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Memory of euthanasia

I have been present at four euthanasia deaths of animals. The first was a chihuahua puppy.

I was living in Los Angeles with the future father of my daughters, Roy. We lived in a part of East Los Angeles known as El Sereno. The name is ironic, considering that at the time it was also known as "the murder capital of LA" because of the gang violence. Roy and I had no problems with anyone where we lived, and in fact it was a warm and welcoming neighborhood to us. I believe the teen Hispanics were the ones in danger.

Roy is from "the other side of the tracks". He grew up in a world, near the border of California and Mexico, where you had to hit first to avoid being hit. He played dangerous games with his pals and he took to drink early. He sometimes said to me that I was "too good to live", meaning that I saw the world differently, I tended to trust people first rather than believe they were all out to get me. Yet he was the one who trusted more in another sense.

I never would have taken a puppy from a litter born to a dog who had never been to the vet, in a family that took dogs as they came, a dog who somehow just got pregnant. But Roy did. He paid for a chihuahua mix puppy and brought it home. I never said I was looking for a dog and if I had I would never have chosen that strange rat-like breed. I really disliked what I had seen of chihuahuas.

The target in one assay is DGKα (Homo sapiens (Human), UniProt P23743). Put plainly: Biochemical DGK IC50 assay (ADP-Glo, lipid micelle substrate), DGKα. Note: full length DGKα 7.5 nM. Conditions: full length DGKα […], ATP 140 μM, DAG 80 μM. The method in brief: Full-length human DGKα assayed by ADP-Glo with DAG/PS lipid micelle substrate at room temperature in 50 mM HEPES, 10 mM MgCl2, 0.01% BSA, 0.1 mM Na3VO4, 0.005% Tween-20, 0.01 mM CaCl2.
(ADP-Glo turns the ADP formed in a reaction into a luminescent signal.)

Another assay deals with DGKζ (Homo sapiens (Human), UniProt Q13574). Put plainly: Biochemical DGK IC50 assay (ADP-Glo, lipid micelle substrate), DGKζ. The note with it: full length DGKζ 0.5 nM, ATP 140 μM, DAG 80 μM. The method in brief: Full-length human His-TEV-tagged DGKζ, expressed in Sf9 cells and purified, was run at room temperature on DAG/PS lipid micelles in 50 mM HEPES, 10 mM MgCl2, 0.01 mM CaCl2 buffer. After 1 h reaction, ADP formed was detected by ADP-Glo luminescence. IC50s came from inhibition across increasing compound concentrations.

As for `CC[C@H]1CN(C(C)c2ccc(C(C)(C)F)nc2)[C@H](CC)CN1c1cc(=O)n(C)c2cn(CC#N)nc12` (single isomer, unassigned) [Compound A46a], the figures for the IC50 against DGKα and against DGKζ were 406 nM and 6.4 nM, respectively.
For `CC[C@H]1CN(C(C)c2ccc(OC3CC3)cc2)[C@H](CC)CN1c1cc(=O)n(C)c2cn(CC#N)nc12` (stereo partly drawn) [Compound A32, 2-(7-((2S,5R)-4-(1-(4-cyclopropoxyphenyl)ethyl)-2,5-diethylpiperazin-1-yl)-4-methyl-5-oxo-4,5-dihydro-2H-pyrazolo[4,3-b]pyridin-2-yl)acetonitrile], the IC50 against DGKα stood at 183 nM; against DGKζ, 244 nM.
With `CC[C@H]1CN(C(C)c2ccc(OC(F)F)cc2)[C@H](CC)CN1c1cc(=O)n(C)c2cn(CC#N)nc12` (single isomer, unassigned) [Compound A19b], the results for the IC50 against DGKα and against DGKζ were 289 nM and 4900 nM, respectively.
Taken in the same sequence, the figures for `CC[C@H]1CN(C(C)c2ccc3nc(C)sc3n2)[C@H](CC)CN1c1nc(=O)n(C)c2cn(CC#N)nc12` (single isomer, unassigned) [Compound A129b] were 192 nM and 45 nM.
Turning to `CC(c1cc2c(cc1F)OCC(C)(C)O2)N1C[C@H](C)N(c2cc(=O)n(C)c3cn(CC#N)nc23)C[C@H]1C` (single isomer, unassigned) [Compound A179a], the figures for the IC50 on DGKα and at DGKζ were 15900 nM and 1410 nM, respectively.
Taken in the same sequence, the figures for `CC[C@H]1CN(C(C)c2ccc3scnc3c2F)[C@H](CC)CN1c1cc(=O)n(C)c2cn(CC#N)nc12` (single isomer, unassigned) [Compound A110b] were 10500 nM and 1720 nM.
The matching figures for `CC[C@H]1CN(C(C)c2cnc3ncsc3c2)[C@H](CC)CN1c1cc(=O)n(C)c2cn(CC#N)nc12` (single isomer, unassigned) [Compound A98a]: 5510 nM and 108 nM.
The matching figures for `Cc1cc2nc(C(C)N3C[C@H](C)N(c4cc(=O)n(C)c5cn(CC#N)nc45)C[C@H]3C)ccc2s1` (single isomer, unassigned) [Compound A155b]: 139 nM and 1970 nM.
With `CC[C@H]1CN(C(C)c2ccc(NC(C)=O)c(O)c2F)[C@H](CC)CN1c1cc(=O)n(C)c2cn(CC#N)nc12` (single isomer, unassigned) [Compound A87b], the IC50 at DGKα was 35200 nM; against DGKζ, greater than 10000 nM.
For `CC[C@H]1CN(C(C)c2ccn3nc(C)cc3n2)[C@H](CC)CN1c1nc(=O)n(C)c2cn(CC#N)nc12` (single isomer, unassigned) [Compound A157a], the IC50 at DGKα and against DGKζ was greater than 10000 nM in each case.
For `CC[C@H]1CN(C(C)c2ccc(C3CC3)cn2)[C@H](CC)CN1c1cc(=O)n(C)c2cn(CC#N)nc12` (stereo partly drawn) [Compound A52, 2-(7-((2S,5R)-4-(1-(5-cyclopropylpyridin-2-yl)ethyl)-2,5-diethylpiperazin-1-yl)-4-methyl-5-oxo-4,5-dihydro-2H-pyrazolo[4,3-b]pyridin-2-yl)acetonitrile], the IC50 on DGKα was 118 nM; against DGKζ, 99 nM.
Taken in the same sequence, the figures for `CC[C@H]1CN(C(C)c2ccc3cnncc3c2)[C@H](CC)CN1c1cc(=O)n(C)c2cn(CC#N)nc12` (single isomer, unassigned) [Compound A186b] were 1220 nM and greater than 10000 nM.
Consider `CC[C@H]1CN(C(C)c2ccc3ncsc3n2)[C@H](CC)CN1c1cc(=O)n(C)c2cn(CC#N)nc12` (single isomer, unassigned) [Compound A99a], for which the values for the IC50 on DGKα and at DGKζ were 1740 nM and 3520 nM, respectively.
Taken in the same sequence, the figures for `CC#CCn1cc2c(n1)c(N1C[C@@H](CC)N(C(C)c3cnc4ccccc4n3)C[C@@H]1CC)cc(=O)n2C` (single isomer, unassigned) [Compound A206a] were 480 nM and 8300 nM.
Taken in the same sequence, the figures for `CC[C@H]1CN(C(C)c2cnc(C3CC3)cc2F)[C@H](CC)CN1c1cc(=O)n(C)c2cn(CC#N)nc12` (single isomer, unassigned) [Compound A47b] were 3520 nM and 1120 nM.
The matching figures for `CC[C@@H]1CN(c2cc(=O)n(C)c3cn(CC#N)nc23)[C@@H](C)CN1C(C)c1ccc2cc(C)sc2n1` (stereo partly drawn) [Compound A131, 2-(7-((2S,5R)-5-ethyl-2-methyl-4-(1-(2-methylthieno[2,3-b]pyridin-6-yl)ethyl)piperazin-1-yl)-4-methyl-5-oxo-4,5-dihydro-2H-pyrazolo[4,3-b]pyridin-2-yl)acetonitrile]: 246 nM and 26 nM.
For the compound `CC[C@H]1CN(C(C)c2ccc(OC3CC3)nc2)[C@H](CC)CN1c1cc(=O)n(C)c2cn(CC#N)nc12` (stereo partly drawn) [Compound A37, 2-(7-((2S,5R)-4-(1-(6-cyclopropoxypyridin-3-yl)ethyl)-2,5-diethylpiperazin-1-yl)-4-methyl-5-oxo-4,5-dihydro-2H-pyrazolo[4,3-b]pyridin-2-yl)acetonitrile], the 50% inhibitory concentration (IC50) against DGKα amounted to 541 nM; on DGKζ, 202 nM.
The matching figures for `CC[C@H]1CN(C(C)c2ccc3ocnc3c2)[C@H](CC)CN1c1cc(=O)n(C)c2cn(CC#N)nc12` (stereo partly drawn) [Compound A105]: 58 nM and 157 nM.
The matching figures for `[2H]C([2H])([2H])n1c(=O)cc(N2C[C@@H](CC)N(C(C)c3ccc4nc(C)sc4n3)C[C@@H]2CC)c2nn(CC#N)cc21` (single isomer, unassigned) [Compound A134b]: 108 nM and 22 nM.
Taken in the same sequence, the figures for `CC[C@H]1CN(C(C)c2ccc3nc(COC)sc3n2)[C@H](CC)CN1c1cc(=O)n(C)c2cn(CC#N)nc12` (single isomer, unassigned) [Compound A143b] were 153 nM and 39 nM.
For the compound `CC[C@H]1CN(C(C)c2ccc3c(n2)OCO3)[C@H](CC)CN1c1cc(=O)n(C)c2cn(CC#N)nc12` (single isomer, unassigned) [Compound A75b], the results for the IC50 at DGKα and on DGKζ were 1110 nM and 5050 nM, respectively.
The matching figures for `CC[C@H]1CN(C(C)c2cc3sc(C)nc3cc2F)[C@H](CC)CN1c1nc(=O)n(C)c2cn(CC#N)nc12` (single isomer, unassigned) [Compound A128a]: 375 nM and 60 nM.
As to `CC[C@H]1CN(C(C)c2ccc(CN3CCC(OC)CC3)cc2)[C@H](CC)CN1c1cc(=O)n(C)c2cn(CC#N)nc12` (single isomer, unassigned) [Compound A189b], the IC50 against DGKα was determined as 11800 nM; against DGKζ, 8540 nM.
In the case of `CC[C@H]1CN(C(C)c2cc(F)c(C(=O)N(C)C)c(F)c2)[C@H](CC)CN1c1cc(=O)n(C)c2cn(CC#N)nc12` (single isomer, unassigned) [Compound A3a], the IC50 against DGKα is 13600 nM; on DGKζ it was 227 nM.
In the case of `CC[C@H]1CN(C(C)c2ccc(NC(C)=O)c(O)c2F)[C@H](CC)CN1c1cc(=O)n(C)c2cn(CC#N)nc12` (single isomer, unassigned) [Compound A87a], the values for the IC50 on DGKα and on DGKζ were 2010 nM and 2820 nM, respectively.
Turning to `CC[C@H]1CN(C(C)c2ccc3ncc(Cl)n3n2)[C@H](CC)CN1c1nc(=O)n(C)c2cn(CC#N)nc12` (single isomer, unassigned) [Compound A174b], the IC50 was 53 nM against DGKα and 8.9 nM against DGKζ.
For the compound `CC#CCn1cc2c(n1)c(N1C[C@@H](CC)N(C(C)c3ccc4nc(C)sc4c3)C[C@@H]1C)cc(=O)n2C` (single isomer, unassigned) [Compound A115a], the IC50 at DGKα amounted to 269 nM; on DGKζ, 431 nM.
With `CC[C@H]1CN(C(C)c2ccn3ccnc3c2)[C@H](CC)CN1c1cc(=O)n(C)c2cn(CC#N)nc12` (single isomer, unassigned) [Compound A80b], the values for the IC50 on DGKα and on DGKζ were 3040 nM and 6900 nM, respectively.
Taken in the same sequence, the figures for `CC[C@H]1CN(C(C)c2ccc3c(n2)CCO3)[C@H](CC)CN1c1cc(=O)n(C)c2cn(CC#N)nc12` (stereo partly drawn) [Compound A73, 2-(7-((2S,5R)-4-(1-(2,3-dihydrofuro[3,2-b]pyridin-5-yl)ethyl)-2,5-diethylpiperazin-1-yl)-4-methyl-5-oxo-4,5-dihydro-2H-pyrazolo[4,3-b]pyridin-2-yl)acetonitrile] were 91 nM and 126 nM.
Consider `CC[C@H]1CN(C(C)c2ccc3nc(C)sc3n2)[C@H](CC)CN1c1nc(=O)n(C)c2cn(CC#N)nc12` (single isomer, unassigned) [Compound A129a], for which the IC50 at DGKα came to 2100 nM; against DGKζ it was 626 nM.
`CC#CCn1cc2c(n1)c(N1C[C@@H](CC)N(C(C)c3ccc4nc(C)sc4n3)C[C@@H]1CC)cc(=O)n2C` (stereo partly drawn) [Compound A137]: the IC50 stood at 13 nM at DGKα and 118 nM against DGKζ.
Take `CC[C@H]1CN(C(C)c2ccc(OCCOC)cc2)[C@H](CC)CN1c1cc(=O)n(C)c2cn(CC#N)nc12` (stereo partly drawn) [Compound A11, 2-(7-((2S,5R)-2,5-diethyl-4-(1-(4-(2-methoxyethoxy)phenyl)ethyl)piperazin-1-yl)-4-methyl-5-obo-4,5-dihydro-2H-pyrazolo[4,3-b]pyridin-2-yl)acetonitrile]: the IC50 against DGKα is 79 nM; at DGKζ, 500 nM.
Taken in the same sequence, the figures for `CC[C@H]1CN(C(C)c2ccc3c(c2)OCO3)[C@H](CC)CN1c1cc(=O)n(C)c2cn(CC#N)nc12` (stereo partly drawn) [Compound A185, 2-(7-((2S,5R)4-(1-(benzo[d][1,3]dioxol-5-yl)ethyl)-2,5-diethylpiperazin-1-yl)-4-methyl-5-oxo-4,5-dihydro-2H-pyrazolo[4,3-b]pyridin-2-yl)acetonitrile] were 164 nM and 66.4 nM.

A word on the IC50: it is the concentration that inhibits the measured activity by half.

This one was not the usual chihuahua, though. He was chubbier and seemed to grow bigger. He also did not learn easily. I bought a book on training and I tried to train him to go outside but had absolutely no success. I suspect the little guy was taken from his mother too soon, and I suspected that at the time too. When they leave too soon you have to wait until they are ready for training. In any case, I had a hard time with him. He seemed to be unable to learn.

That didn't mean he was unable to love and it didn't mean I was unable to love him. I soon loved him deeply, for all his deficiencies. I took him to the vet soon after we got him and got all his shots. At the time he seemed in reasonably good health physically. The mental part was a bit of a question mark. Nevertheless, I soon became very attached.

When he was not much over three months old I noticed that something was wrong with his leg. It seemed to be broken. I thought maybe he had gotten into something and broken it. I brought him to the vet.

The vet examined him and said no, not broken. He had distemper. I said how could that be? He got the shots. The vet said it was well advanced but that his mother's milk had protected him from showing it until now. He had been born with it. He was in a late stage of distemper and there was no cure. I don't think there is now, either. The vet gave me a prescription for pain pills because it's a painful disease and said we will have to think of euthanasia.

I was devastated. I brought the puppy home and gave him pain pills as needed. He would cry in pain and I would know. One night not long after that he was sleeping with me - I do not know where Roy was at the time but he wasn't at the house - and he whined in pain. I gave him a pill. Not long after he cried again and I gave him another. All night I was shoving pills into this poor little thing, hoping they would take away the pain but it didn't happen. It was one of the worst nights of my life.

The next morning I bundled him in a blanket and brought him to the vet. I held him while he was euthanized. I won't ever forget it. He was just a little puppy.

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